Design 101:The Versailles Planter

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Image from Jardins du Roi Soleil

The Versailles Planter is one of the most distinct and recognizable garden containers. The planters were created for easy transportation of Louis XIV’s orange tree collection to the Orangerie during colder months at Versailles. The planter was designed by Andre Le Nortre, the original designer of the Versailles gardens, in the 1600s and were made entirely out of timber, but in the 1800’s were redesigned to feature the cast-iron frame.

Image from Jardins du Roi Soleil

The distinct features of the planters include:

  • Cast-Iron posts and banding
  • Pin construction allows for sides to be removed
  • Wood Panels – Typically oak, but can be other hardwoods
  • French Pomme de Pin adorning posts
  • The official planter has no bottom, but most reproductions include bottoms

Given the quality of the construction of these planters, they are typically very expensive and are often seen at hotels, restaurants and public gardens. The official Chateau de Versailles tree box is made by Jardins du Roi Soleil and features the same construction methods as the redesigned 1800’s boxes. You can also find versions created by Authentic Provence and Inner Gardens. Here is a selection I have found:

For what to plant in your Versailles Planter, you can always follow Louis’ lead and plant citrus trees. But with the weight of the cast-iron, you most likely will not want to move yours for the winter months. Below are some suggestions:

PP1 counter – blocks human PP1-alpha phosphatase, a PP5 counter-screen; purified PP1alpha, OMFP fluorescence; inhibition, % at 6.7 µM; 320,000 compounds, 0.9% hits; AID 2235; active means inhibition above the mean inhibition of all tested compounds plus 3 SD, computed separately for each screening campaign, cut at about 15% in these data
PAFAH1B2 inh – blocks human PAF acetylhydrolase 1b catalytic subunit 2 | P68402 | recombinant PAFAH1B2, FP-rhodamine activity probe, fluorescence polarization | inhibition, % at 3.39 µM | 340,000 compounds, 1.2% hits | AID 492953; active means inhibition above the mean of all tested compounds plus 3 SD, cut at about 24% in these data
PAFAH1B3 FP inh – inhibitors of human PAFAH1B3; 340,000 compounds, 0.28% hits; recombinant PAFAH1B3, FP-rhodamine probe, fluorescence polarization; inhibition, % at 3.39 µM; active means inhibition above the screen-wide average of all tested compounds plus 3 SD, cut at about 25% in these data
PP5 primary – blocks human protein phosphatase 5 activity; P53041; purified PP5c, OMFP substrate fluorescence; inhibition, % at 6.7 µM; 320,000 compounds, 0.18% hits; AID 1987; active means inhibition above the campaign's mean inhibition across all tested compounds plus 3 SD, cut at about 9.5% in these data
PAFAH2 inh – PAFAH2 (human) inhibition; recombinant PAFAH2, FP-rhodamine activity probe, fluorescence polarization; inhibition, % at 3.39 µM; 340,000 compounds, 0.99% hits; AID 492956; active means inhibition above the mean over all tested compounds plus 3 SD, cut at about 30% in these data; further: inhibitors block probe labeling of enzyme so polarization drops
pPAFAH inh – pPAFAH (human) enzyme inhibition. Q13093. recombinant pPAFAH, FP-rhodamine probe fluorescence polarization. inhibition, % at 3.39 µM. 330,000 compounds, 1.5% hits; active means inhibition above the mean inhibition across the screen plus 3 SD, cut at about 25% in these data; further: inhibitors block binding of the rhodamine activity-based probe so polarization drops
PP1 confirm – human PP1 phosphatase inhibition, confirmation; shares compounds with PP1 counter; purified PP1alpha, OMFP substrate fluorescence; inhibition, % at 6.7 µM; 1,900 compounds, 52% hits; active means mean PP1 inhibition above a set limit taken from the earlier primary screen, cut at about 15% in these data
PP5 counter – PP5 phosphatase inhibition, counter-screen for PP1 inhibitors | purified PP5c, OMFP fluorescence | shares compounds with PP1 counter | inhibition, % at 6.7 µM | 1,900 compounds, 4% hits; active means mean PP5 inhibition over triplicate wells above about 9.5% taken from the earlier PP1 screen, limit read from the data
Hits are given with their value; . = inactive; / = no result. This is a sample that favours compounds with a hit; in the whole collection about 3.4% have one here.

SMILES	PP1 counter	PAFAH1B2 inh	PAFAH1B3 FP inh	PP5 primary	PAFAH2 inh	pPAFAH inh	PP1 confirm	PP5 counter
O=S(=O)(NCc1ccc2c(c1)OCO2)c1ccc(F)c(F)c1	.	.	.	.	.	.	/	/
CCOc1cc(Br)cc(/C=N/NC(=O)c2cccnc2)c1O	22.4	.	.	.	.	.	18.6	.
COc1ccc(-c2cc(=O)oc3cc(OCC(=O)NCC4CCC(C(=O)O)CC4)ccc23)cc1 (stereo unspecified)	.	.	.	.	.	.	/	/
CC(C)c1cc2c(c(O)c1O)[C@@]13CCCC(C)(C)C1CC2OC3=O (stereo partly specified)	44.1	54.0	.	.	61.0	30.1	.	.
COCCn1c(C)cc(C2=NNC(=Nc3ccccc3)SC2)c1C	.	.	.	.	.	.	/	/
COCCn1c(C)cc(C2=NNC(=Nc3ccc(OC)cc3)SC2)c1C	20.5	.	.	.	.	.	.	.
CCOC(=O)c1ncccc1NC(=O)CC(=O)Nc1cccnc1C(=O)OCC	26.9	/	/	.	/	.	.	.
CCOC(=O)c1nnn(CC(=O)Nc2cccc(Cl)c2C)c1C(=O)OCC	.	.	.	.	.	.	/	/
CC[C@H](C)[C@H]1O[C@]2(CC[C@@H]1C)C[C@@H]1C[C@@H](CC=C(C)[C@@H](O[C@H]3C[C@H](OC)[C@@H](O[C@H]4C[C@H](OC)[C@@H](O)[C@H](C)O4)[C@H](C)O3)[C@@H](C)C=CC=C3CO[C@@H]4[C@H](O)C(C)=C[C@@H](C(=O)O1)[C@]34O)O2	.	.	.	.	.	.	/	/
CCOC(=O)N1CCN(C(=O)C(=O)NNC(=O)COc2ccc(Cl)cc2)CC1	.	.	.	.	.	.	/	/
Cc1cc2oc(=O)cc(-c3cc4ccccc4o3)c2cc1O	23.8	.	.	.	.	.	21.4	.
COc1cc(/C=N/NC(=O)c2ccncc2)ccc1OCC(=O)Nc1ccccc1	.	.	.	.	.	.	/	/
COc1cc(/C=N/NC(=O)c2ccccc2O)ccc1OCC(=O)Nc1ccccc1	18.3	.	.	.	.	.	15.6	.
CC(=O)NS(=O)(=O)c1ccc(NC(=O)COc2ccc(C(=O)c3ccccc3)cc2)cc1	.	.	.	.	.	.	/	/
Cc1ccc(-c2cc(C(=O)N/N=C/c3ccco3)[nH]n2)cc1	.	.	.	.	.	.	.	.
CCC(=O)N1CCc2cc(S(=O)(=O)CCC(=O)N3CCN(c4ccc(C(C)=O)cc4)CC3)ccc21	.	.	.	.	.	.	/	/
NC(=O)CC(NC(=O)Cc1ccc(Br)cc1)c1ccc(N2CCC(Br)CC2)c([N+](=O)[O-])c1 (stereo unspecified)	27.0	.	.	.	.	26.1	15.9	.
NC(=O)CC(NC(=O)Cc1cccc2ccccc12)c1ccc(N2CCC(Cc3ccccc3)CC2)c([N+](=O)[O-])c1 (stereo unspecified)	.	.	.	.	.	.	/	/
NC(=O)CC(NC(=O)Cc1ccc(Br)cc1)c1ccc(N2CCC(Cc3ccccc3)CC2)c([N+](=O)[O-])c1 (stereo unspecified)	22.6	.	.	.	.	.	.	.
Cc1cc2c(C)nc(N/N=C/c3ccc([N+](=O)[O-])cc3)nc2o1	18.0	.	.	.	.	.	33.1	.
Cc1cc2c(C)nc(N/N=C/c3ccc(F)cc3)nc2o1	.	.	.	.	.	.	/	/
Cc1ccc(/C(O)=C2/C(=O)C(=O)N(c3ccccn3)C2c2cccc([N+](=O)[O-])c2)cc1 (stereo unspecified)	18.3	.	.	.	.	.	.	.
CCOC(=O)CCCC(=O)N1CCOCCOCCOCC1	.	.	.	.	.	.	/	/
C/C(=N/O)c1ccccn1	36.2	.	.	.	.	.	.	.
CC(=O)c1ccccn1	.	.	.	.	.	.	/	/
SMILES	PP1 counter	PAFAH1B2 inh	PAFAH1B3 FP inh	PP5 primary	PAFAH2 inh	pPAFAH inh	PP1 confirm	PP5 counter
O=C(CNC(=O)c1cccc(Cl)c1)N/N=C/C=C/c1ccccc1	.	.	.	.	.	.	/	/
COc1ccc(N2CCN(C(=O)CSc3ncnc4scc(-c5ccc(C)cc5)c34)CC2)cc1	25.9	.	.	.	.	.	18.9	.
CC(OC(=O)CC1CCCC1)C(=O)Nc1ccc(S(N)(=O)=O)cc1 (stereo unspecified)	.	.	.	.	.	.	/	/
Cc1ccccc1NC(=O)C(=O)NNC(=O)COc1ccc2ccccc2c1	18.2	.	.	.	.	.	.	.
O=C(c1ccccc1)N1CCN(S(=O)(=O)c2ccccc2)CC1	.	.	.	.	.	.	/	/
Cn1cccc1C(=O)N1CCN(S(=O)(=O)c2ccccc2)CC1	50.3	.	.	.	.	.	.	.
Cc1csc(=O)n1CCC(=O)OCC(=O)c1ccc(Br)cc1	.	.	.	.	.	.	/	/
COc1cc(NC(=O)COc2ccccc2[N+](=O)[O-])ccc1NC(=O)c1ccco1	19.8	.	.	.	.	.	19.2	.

• Boxwoods (both clipped and on standard)
  • Hydrangea on a Standard
  • Olive Tree

And finally here are some more photos of Versailles Planters to get you inspired:

Image from Giannetti Architects

Image from Paris on Demand

It’s time to start sowing in the Greenhouse

gardening, Plants, Vegetables

The greenhouse is cleared of the winter storage and organized to start planting; and just in time since last week our order of seeds from Baker Creek Heirloom Seeds arrived. 

I ordered a variety of vegetables and flowers to grow for both my own and client’s gardens. Some of my selections were based on companion plants, such as parsley, tomatoes and nasturtiums. When planted together the plants naturally deter bugs from each other and partners the heavy feeders with plants that replenish the soil. A common companion method combination of Corn, pole beans and squash is called  “The Three Sisters Method” and dates back to Native Americans. Other vegetables were ordered for their heirloom qualities or ingredients in favorite recipes. I will share progress of the veggies once they are started.